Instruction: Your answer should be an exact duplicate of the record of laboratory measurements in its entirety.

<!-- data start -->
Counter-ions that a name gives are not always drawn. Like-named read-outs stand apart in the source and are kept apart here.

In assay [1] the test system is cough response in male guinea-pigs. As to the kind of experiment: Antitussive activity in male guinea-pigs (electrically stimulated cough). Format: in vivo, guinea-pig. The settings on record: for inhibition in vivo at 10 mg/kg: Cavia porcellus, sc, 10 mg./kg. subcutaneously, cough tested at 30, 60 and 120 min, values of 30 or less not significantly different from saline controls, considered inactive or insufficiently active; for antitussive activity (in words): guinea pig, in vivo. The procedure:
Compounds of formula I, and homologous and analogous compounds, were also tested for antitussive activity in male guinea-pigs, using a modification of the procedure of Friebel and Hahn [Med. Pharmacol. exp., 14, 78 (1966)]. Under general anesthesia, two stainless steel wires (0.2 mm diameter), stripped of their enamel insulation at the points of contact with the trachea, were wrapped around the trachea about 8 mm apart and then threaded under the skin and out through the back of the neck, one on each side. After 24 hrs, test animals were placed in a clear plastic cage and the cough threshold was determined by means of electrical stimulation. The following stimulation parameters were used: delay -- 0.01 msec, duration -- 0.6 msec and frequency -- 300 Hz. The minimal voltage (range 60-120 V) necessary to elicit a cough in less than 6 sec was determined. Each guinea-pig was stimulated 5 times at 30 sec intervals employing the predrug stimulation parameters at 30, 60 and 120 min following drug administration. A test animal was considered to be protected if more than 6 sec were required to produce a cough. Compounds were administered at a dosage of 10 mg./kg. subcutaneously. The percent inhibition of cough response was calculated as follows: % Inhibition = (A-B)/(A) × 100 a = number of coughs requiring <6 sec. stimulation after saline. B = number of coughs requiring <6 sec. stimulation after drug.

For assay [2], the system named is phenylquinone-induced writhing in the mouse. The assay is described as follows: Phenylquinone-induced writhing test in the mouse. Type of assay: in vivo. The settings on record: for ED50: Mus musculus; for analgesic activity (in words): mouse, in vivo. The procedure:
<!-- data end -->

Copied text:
Counter-ions that a name gives are not always drawn. Like-named read-outs stand apart in the source and are kept apart here.

In assay [1] the test system is cough response in male guinea-pigs. As to the kind of experiment: Antitussive activity in male guinea-pigs (electrically stimulated cough). Format: in vivo, guinea-pig. The settings on record: for inhibition in vivo at 10 mg/kg: Cavia porcellus, sc, 10 mg./kg. subcutaneously, cough tested at 30, 60 and 120 min, values of 30 or less not significantly different from saline controls, considered inactive or insufficiently active; for antitussive activity (in words): guinea pig, in vivo. The procedure:
Compounds of formula I, and homologous and analogous compounds, were also tested for antitussive activity in male guinea-pigs, using a modification of the procedure of Friebel and Hahn [Med. Pharmacol. exp., 14, 78 (1966)]. Under general anesthesia, two stainless steel wires (0.2 mm diameter), stripped of their enamel insulation at the points of contact with the trachea, were wrapped around the trachea about 8 mm apart and then threaded under the skin and out through the back of the neck, one on each side. After 24 hrs, test animals were placed in a clear plastic cage and the cough threshold was determined by means of electrical stimulation. The following stimulation parameters were used: delay -- 0.01 msec, duration -- 0.6 msec and frequency -- 300 Hz. The minimal voltage (range 60-120 V) necessary to elicit a cough in less than 6 sec was determined. Each guinea-pig was stimulated 5 times at 30 sec intervals employing the predrug stimulation parameters at 30, 60 and 120 min following drug administration. A test animal was considered to be protected if more than 6 sec were required to produce a cough. Compounds were administered at a dosage of 10 mg./kg. subcutaneously. The percent inhibition of cough response was calculated as follows: % Inhibition = (A-B)/(A) × 100 a = number of coughs requiring <6 sec. stimulation after saline. B = number of coughs requiring <6 sec. stimulation after drug.

For assay [2], the system named is phenylquinone-induced writhing in the mouse. The assay is described as follows: Phenylquinone-induced writhing test in the mouse. Type of assay: in vivo. The settings on record: for ED50: Mus musculus; for analgesic activity (in words): mouse, in vivo. The procedure: